“Define ‘Normal’…” Panel Discussion on Ethical Issues in Mental Health and Psychiatric Care

March 2nd, 2012


“Abnormal, Immoral, or Pathological?:  Philosophical and Ethical Dimensions of Cluster B Personality Disorders”

 Dominic Sisti, director of the Scattergood Program for the Applied Ethics of Behavioral Healthcare at the University of Pennsylvania

Abstract:  Cluster B personality disorders seem to straddle the metaphysical line between severe pathology and what some consider to be grave moral failing. In this presentation, I will describe several philosophical perspectives on the concept of personality disorders and examine ethical problems related to the treatment of patients with cluster B personality disorders.



 “Fine!  Be a Loser.”

Chris Herrera, associate professor of philosophy at Montclair State University and Editor of Theoretical & Applied Ethics

Abstract: According to a conventional account of medical ethics, healthcare workers should follow moral principles or guidelines when they interact with patients which are not distinct from the ordinary guidelines they would use outside of the clinical setting. The assumption is that those ordinary rules simply have to be adapted to the special conditions that the healthcare workers can encounter. Patients are to have their autonomy respected, for example, because we take autonomy to be a central value in- or outside of medical contexts. Nevertheless, our moral systems are designed to impose some order on the interaction that takes place between rational adults, those who can reason about actions and outcomes, and in psychiatric care, there might be no meaningful sense of rationality on the part of the patients. While there is a tendency to think that caregivers can justify their treatment of the patients using a modified version of conventional medical ethics, it is unclear whether we can ask the staff to do this. In particular, it is unclear why the caregivers would have an obligation to think in terms of medical ethics when both the type of “medicine” they would be administering, with something like physical restraints, and the ethical justification involved, are likely to be so radically different.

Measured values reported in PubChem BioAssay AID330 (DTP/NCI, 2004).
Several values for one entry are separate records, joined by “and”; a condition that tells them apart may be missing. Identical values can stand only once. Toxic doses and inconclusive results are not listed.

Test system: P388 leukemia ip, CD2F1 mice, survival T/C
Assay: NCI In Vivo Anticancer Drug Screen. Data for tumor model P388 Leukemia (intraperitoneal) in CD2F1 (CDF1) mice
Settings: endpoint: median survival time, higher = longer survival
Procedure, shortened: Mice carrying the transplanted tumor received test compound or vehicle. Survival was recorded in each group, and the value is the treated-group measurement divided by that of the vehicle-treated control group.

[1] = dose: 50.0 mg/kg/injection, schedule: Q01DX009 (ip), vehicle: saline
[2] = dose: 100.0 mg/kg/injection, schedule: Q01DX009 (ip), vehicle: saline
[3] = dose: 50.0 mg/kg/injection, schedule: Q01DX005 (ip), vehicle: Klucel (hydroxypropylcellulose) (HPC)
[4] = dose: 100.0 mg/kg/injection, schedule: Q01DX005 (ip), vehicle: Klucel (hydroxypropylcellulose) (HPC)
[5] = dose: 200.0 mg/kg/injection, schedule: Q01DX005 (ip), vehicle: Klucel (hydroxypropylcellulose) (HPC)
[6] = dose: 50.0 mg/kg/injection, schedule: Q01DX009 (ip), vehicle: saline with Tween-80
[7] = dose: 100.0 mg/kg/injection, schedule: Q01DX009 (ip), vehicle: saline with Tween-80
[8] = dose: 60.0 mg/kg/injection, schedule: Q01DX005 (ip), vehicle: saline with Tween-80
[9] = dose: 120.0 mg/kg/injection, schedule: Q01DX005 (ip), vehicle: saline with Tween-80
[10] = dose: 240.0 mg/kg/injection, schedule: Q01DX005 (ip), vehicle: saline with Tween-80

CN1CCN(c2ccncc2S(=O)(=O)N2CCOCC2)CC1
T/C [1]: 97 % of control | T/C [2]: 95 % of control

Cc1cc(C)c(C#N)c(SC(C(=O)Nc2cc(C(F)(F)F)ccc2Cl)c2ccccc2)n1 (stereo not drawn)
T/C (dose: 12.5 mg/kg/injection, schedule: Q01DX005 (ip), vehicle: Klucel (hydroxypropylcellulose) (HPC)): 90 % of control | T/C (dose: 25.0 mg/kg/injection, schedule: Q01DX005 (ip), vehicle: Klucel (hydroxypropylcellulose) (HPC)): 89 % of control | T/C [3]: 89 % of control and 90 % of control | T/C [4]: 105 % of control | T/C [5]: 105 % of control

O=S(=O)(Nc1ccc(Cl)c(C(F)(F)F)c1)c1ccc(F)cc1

Co-Sponsored by LOGOS:  The Philosophy and Religion Club and The Psychology Club